Poster Presentation Abstracts
The ASMCUE® Steering Committee invites abstract submissions on any aspect of microbiology or biology education for the poster session. This opportunity provides an excellent venue for faculty to showcase their scholarly work in teaching microbiology or biology. In 2014, 45 abstracts were reviewed for acceptance into the conference and 25 were accepted for poster presentations.
The abstract should describe innovative teaching approaches or the specific activities conducted by the students and must indicate how those changes affected student learning. Work described in the abstract must have been tested on students and assessment of the activity’s outcomes should be described. The ASMCUE® Abstract Review Rubric listed below describes exactly how abstracts will be reviewed.
Abstracts must be based on results that have not been published in any journal or presented or at any public, scientific, or educational conference, nationally or internationally, before May 28, 2015. Exception: ASMCUE® is an affiliated meeting of the ASM General Meeting. As such, abstracts submitted to the Division W poster session of the ASM General Meeting may also be submitted to ASMCUE®. Authors should keep in mind that the submission and review processes for each meeting are executed independently of one another.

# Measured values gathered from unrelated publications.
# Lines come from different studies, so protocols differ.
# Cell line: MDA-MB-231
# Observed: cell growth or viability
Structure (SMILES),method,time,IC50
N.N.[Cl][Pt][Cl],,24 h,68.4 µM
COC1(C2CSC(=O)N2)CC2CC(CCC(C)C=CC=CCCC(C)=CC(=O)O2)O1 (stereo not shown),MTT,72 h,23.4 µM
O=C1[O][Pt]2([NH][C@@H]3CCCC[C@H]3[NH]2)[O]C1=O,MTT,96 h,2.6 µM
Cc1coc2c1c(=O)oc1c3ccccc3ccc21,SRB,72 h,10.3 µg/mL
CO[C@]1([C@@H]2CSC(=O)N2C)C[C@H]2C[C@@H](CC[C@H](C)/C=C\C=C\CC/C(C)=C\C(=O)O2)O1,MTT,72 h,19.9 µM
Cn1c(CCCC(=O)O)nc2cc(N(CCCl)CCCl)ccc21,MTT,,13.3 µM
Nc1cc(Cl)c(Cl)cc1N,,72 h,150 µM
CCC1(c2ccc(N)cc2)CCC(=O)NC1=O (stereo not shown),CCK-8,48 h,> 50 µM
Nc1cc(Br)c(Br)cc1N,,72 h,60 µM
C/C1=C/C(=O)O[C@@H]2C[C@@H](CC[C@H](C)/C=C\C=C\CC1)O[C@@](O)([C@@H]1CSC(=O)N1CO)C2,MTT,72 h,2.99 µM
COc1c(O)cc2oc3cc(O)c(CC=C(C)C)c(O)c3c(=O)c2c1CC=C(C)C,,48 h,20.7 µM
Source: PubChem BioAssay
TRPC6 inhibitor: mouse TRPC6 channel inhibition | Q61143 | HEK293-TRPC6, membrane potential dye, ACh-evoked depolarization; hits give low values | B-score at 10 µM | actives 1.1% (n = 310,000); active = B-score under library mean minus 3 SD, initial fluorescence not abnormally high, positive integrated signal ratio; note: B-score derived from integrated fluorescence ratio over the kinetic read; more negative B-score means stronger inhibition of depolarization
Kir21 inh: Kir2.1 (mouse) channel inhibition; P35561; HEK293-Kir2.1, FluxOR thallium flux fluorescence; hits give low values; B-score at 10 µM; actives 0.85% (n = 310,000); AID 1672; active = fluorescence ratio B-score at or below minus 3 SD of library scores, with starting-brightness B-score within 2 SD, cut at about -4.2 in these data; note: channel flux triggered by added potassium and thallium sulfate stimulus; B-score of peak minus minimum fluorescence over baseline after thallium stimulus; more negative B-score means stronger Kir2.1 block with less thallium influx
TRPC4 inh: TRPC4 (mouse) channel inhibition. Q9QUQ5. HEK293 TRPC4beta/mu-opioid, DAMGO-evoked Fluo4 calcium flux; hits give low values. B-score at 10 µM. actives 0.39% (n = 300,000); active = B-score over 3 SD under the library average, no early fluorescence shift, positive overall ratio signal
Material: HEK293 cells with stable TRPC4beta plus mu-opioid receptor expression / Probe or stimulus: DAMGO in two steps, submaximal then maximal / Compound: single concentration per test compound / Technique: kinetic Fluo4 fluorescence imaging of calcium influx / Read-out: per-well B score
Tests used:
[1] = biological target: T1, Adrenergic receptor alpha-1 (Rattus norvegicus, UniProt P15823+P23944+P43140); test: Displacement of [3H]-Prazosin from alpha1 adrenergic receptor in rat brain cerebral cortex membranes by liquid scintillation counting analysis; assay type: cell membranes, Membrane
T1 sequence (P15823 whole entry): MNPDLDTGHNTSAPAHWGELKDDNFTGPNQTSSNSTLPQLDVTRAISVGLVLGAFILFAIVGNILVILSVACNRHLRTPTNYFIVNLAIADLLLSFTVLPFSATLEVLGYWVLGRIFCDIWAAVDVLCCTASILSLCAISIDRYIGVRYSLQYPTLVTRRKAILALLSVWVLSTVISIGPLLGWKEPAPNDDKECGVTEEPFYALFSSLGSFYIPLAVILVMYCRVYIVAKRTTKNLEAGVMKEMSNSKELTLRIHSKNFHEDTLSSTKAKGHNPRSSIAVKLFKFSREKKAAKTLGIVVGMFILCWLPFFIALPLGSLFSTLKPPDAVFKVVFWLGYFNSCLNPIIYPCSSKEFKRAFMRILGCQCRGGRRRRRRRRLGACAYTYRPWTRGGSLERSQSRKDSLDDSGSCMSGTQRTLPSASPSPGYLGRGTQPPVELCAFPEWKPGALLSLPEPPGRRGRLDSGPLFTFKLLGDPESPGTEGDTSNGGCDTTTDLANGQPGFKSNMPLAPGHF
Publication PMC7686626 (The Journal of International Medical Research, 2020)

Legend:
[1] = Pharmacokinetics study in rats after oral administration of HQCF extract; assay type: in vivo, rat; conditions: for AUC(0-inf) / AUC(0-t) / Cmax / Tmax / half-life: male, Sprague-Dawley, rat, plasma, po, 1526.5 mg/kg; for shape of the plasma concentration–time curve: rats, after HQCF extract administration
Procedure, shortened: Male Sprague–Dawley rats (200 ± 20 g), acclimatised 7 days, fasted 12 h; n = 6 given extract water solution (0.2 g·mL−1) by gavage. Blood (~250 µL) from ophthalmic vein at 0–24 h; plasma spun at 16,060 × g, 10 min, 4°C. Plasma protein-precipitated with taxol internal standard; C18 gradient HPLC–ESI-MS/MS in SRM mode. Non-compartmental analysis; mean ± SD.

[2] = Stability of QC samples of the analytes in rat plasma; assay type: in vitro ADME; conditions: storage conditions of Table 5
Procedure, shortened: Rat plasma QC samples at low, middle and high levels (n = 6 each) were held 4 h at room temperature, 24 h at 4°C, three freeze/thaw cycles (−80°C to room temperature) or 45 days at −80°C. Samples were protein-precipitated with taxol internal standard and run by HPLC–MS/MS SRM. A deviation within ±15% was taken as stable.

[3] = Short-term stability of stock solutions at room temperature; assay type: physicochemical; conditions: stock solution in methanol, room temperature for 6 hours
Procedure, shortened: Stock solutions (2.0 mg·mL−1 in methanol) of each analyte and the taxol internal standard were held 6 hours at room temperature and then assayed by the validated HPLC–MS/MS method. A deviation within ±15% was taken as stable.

Abstracts accepted for ASMCUE poster presentations will be formatted and published in the Journal of Microbiology & Biology Education’s Spotlight issue, which strives to highlight science education research and ready-to-use education activities and tools to the ASM community. Published each May, the Spotlight issue includes hand-selected articles from the previous year’s JMBE volume and abstracts for the upcoming ASMCUE meeting. Attendees at ASMCUE will receive a hardcopy of JMBE’s Spotlight issue as part of their attendee packet. For more information about the journal, visit http://jmbe.asm.org.